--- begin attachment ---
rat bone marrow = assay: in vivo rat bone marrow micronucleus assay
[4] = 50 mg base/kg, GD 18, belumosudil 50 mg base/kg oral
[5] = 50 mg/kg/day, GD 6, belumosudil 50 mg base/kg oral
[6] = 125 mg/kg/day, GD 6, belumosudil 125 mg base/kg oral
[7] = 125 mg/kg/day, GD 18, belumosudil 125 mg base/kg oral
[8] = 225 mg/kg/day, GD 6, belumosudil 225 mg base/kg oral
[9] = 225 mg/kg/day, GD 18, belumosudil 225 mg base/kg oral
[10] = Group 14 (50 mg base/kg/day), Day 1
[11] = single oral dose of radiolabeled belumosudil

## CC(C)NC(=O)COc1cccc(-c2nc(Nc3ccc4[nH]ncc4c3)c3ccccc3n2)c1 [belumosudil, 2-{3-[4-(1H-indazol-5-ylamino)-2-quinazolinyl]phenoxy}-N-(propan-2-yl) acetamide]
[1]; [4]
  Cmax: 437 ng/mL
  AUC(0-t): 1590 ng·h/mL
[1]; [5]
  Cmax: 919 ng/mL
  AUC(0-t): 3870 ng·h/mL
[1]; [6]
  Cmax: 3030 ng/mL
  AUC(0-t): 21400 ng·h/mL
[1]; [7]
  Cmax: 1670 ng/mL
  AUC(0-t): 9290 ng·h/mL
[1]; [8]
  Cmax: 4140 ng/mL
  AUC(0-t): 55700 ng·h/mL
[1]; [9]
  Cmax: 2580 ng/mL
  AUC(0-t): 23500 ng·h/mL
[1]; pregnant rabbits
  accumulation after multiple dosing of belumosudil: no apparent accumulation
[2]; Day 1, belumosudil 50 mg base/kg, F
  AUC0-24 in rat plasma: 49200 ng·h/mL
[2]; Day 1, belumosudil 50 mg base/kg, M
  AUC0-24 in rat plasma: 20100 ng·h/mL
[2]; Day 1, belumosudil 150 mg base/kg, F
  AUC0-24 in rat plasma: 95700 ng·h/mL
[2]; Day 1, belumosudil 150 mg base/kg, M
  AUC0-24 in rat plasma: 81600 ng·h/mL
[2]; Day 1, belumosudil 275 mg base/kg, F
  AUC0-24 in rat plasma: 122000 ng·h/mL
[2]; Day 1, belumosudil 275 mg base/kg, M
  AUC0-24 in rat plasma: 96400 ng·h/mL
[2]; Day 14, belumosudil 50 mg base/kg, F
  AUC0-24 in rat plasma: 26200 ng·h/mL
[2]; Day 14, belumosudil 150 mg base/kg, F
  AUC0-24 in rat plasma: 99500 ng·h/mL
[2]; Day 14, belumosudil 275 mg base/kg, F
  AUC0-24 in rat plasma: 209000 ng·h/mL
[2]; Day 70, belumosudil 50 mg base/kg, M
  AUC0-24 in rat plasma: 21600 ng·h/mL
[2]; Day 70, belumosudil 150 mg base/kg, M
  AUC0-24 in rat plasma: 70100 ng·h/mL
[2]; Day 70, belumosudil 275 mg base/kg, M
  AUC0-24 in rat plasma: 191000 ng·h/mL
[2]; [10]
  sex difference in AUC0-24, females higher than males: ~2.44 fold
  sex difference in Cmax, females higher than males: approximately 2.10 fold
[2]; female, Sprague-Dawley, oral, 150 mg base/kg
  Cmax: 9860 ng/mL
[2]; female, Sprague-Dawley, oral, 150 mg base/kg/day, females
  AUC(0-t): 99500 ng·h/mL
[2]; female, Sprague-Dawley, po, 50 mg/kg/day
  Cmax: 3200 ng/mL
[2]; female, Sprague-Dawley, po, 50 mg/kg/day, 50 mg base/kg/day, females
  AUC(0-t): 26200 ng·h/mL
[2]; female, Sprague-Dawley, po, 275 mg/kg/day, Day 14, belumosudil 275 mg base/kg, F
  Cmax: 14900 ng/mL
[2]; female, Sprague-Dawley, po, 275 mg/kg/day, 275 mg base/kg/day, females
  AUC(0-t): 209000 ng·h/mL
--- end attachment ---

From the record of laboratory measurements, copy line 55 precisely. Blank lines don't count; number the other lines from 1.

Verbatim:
[2]; [10]